Sunday, January 22, 2012

Our New Normal

This cartoon is for all my teacher friends:

For the last week, we have finally begun seeing normal BG numbers for Seth.  The NP would like to see his numbers range from 80-175 right now with the ultimate goal being 70-150.  We experienced our first "low" this week, which for now would be a number below 80.  Seth has been running sweet (above 175) for so long that his body is not used what we would consider normal.  So it was important for us to help him:

  1. Understand the difference in how his body feels when it is low vs. high.  We have learned that when Seth is low his hands shake and his legs feel weak and he gets extremely irritable, that was a fun lesson learned.
  2. Work through lows in the 70-90's without glucose or sugar to stabilize him so that his body will get used to that as a normal number for him and send a signal to him that he is low when he falls below 70, which is normal for you and I.
  3. Learn the important of treating a low with a quick acting sugar (glucose tablets, juice) and follow that with a fat (Almond Butter, Peanut Butter & Crackers) that will help sustain his BG so that he doesn't rollercoaster with his BG. For example:  His BG was 70 one day after swimming, so he drank some grape juice, which elevated his BG to 111 so he got on the bus.  30 minutes later, I called him just as he walked in the door and had him test, he was 60.  The next time that happened we gave him juice and some peanut butter crackers and his number stayed over 100...lesson learned, and thank you Tonya for reminding us of that information.  :)
I thought it might be interesting for you to see what our daily schedule looks like now:

3:00 am BG check

6:00 am BG Check followed by 60 carb breakfast.  If Seth is high then give 1 unit of Humalog (rapid acting insulin) for every 50 points he registers above 150 to cover AND give 2 units of Humalog per 15 Carbs (CHO's) for breakfast).

8:30 am BG check (two hours after meal) 0 carb snack if hungry

12:00 pm BG check followed by 60 carb lunch.  If Seth is high then give 1 unit of Humalog for every 50 points he registers above 150 to cover AND give 1 unit of Humalog per 15 CHO's for lunch.  If this happens to be the one day a week that Seth has a long swim, then we calculate all of this and give one unit less of insulin to counteract the exercise.  Exercise decreases Seth's blood sugar.  We also keep a can of juice over at the pool in case he feels low while swimming and then he tests after swimming to make sure he has not fallen.  2x now he has and has needed juice and peanut butter crackers to help raise his BG to within normal range.

2:15 pm BG check (two hours after meal) 0 carb snack if hungry

4:00 pm BG check

6:00 pm BG check followed by 60 carb dinner.  If Seth is high then give 1 unit of Humalog for every 50 points he registers above 150 to cover AND give 1 unit of Humalog per 15 CHO's for dinner.

9:00 pm BG check.  11 units of Lantus (long lasting insulin)

9:30 Bedtime

Today was our first Sunday at church since the diagnosis.  It has been so cold that church has been impacted.  It was so nice to go back today and partake of the spirit and be mindful of our blessings.  Friends and acquaintances asked me how we were doing and expressed sympathy for this, which was nice.  But I also felt a little weird, because we are past the shock phase and are moving forward.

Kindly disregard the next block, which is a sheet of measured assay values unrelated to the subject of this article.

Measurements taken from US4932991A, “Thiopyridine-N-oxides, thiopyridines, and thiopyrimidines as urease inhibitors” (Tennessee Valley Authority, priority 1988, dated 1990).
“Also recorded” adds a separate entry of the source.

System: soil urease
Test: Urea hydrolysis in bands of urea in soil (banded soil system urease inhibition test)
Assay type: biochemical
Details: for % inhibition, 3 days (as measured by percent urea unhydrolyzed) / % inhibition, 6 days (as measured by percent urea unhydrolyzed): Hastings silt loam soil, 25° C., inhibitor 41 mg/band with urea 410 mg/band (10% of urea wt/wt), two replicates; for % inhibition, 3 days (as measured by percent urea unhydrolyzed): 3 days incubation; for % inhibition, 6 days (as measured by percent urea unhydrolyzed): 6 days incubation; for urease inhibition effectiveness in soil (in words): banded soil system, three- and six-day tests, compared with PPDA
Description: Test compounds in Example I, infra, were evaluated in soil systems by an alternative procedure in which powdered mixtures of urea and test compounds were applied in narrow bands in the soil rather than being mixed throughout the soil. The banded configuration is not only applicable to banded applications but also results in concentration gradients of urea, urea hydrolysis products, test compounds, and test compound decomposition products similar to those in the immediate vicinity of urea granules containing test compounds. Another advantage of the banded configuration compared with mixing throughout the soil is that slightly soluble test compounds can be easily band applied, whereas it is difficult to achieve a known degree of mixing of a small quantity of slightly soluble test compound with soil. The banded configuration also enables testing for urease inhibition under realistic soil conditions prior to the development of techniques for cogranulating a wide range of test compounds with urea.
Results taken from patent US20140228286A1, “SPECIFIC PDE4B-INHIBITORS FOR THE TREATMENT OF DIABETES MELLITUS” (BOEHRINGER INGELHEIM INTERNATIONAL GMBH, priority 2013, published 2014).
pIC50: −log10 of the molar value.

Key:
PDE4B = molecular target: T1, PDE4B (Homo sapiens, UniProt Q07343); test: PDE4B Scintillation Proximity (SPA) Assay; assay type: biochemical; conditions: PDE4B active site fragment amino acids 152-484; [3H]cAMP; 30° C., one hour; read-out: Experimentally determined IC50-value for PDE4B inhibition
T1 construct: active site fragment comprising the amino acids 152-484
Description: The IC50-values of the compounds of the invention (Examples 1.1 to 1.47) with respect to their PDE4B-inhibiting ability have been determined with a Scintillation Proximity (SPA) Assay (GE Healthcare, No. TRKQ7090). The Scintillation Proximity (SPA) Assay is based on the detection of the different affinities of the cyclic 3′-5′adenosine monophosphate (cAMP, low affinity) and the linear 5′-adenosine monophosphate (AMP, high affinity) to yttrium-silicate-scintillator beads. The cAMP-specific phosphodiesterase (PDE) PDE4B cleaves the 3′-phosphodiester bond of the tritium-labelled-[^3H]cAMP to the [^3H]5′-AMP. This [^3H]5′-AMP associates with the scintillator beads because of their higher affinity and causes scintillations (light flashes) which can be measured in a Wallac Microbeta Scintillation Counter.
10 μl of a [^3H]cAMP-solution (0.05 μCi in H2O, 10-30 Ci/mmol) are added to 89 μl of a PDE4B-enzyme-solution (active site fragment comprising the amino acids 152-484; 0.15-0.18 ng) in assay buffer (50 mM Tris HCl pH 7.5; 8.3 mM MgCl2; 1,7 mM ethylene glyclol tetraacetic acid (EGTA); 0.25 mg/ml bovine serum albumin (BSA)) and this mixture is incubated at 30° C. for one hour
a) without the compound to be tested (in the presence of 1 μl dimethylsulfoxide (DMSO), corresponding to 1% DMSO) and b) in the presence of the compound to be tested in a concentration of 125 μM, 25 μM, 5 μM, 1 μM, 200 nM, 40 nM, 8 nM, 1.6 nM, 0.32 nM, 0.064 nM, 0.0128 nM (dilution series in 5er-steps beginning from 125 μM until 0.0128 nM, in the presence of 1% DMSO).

Since my post: Our Terms, I really have felt such peace about this.  I am so thankful for the treatment we are receiving, I am thankful for the knowledge that is out there, I am thankful that I have been able to coordinate benefits between our two insurance so that we have generous coverage until Seth is 26 years old (as long as we both keep these jobs), which is in our career plans.  Hopefully our employers feel the same way.  :) 

We are moving forward and beginning to investigate pump options in the hopes of charming our doctor into letting Seth get one prior to the one year mark that has been mentioned, ideally this summer while I am off work so we can learn how to use it.  We are trying to educate and inform ourselves so that we can be the best advocates for our son.

On another note, only 46 days until we head to Walt Disney World.  We are seriously so excited we can hardly stand it.  Woo to the Hoo.  I just bought the boys their Legoland tickets, Seth is super excited about that and so is hubby.  I guess they never really grow up do they?


  1. I bet you're getting pretty good at mental math! This new normal has a lot to remember. BTW - did I mention we all want to tag along in your suitcase?

    1. I wish our bags were big enough. :) I think the D family would be quite fun to vacation with.

  2. Such a learning curve...glad you are riding it well! There are so many 'firsts' along this journey, some are uneventful and some feel like the earth just might split open and swallow you up (not to freak you out or anything!!
    A Disney trip sounds fabulous! Don't think you are every too old to get excited about that!!

    1. Exactly and it doesn't freak me out, that is how it feels. We're packing extra insulin for Disney. It's our first ever family vacation and we want to be able to enjoy it, fully! Hubby and I were looking at going to Hawaii by ourselves and then went....nah, Disney! and lets take the kids. :) I got him hooked too.

  3. I just stumbled across your blog and wanted to let know you that you're not alone. There are tons of us out there (moms and dads of children with diabetes) and we have each other's backs.

    You seem to be doing an amazing job already! It is a steep learning curve, for sure, but, believe it or not, before you know it will become "normal" and you won't remember life before diabetes.

    Big hugs!